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Stewart: Disability compliance goes beyond written job requirements

Navigating the American with Disabilities Act (ADA) can be perilous for employers for several reasons. A simplification of the ADA is that if an employee has a disability, the employer may not discriminate against the person on the basis of the disability.

The act’s definition of discrimination includes the failure of the employer to make a reasonable accommodation for the known disability of an employee. If an employee with a disability is able to perform the essential functions of the job – with or without a reasonable accommodation – then an employee may not be treated adversely (i.e. not hired or terminated) due to the inability to perform a task that is not an essential function of the position.

A common but sometimes incorrect approach employers apply to situations involving an employee or job applicant with a disability is to deem any stated job requirement to also be an essential job function.

For example, if a job has five stated job requirements, and an employee or applicant only meets four of the five requirements and cannot meet the fifth because of a disability, that such is a proper basis to treat the person with a disability adversely.

The rationale behind this common approach was undermined in the recent Seventh Circuit case of Shell v Smith. In Shell, a mechanic’s helper for a public transit system suffered from sensory impairment that made him unable to obtain a commercial driver’s license (CDL).

The employee was terminated for his failure to obtain a CDL, which always had been a specified job requirement, despite having held the position for 12 years and never having had a CDL.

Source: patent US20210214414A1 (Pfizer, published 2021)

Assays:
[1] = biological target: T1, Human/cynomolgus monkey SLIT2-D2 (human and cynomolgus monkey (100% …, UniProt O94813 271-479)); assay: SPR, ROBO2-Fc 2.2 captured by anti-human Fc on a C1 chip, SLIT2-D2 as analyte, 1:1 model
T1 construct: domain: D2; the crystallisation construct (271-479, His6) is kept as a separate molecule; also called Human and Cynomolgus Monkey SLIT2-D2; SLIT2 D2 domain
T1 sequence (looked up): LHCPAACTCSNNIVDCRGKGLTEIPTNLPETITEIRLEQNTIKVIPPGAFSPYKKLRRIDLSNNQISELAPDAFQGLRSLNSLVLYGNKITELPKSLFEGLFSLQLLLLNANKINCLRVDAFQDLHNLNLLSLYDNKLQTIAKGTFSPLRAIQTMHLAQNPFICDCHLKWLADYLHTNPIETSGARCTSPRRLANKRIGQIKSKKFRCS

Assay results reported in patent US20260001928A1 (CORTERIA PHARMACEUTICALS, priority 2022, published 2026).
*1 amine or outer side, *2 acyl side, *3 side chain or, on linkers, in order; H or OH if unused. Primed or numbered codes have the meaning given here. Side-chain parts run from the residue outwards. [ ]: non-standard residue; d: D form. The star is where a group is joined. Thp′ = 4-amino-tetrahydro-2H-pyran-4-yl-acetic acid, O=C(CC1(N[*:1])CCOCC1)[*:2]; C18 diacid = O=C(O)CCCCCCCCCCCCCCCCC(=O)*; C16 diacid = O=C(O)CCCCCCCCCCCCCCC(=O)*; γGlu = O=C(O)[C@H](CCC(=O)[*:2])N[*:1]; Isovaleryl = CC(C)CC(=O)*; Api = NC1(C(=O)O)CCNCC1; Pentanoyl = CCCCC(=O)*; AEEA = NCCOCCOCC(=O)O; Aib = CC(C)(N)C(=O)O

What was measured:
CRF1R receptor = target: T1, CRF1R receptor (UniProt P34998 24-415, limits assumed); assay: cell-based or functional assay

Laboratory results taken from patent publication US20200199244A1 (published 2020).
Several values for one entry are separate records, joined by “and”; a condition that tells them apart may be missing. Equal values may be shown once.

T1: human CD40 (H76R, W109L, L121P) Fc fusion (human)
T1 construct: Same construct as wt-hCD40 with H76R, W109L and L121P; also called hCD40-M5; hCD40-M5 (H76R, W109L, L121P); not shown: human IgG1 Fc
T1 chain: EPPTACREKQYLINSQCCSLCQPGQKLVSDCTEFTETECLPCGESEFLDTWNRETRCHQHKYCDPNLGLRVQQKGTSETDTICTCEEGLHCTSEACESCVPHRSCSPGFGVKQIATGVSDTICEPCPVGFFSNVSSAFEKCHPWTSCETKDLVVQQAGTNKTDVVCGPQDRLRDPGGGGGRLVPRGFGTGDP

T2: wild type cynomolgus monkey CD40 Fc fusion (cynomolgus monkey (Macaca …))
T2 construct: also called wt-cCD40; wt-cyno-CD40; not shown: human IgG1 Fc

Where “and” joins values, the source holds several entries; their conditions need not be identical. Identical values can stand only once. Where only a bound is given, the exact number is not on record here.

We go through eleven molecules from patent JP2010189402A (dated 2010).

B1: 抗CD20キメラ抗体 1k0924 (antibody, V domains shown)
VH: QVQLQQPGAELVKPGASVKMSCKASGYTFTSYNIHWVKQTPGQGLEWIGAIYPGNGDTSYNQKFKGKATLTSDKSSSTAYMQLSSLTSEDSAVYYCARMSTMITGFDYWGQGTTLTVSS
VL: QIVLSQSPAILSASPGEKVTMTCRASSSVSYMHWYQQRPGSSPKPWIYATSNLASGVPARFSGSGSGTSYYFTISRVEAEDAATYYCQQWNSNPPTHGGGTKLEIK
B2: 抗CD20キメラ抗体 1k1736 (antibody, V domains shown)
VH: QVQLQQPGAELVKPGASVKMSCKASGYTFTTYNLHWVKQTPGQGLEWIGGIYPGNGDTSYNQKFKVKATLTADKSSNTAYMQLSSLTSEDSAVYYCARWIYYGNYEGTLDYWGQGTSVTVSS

His employer argued the CDL was a job requirement and thus, the employee could not perform an essential function of the job. While the trial court agreed with the employer, the appellate court reversed the lower court, finding sufficient evidence existed that the employee could perform essential job functions without a CDL.

Specific factors the court considered, in accordance with federal rules, included “the amount of time spent on the job performing the function” and “the consequence of not requiring the [employee] to perform the function.”

The court noted that a mechanic’s helper may never actually need to drive a vehicle requiring a CDL as part of his job. Even if there was a need to drive on occasion, other employees may perform the task.

The significance of the ADA analysis is that employers must do more than rely on written job descriptions to determine what are the essential functions of a particular position.

If an employee with a disability can perform the great majority of his job duties, then a reasonable accommodation may be for the employer to assign limited tasks to other employees that the employee with a disability may not be able to perform.

A separate analysis exists to determine at what point making an accommodation becomes an undue hardship to the employer.

An employer, however, should conduct a careful analysis of what may be a reasonable accommodation under the ADA beyond a person’s stated job requirements.

• Brad Stewart is an attorney with Zukowski, Rogers, Flood & McArdle in Crystal Lake. Stewart devotes most of his practice to corporate and local government law. He can be reached at bstewart@zrfmlaw.com.

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